Irish Brigade

The story of the 38th (Irish) Brigade in the Second World War

Faugh a Ballagh        Nec Aspera Terrent         Quis Separabit


26th September 1943

26.9.43

My Darling Olive,

You will be interested to hear that Denis Hayward arrived back a few days ago. He has recovered from his wound and is quite well. Everyone seemed pleased to see him and I must say I very definitely was. He has not changed much. A little harder perhaps, a little more cynical which is only natural, but otherwise little different. We have had several long talks and discussed you and Ingrid (his wife) a good deal.  He showed me a fairly recent photo of Helen (his daughter)  in which she is standing up. She seems to have altered very little and there is still a very strong resemblance to him. I showed him the most recent snaps of Valerie and he was quite impressed. He said ‘I think she is going to develop into a real beauty’. Sentiments with which I strongly agree. He has taken over command of ‘D’ Coy whom I was with before I became IO. As far as I can judge, he is quite a capable Company Commander doing his work without any sort of fuss or bother.

I find the job of IO quite interesting, but would prefer to be with a Company.  I had a long talk with the CO last night, as we were by ourselves and he got quite animated. I put it to him that while I found the IO work very interesting, I had always got on well with the men and liked the Company role. He likes people who are rather keen on fighting and he agreed. He said there was another officer specially earmarked for the job of IO when he came to the Battalion. He had done a tremendous amount of work but had no infantry experience. The CO thought he should have some before he became IO and he was wounded in Sicily but is expected back shortly.  The CO said, in that case, he would make me 2 i/c of a Company, which will mean I will probably get my Captaincy back. He said Dennis Dunn was very keen to have me as his 2 i/c but in the meantime the IO work would provide valuable experience for me and teach me quite a lot. He seems very well disposed towards me and asked me various questions about you and Valerie.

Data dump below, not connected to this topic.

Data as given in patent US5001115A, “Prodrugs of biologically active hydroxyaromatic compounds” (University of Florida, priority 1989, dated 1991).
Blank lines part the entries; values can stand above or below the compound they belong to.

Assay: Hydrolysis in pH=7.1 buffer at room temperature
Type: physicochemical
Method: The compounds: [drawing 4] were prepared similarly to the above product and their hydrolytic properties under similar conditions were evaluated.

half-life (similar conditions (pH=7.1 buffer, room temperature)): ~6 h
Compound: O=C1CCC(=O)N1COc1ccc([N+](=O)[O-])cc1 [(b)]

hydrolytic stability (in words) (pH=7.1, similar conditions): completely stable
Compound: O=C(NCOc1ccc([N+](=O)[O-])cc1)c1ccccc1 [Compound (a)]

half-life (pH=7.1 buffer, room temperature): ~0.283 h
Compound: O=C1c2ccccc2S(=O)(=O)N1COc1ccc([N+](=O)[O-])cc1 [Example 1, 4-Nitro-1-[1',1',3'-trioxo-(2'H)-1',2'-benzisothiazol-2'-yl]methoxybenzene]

Frank Higgins has gone to the Brigade Defence Platoon which is under the command of Douglas (Room). It is a good job for him, fairly safe and I think he deserves it after two hard campaigns. From what other people tell me, he has had a very hard time and put up some very good performances, being unlucky not to receive a decoration. I was up at Brigade the other day collecting information and had quite a talk with him and Turner. The later seems very fit and well and often harked back to the old happy days at Ballykinler. Afterwards, I had tea with Douglas and received a very much better meal than one would get at the battalion.

I am longing for news of you and Valerie. Nearly seven weeks now since I left home – it will be a great pleasure when I get the first letter. I am very anxious about you. I hope you will write plenty of air mail letters – everyone out here says they are by far the best to write from the point of time. Tell me all the news and you might give me your size in stockings, darling, in case I am able to purchase some for you.

All my love and kisses to the very best wife in all the world.

Your devoted husband

Lawrence



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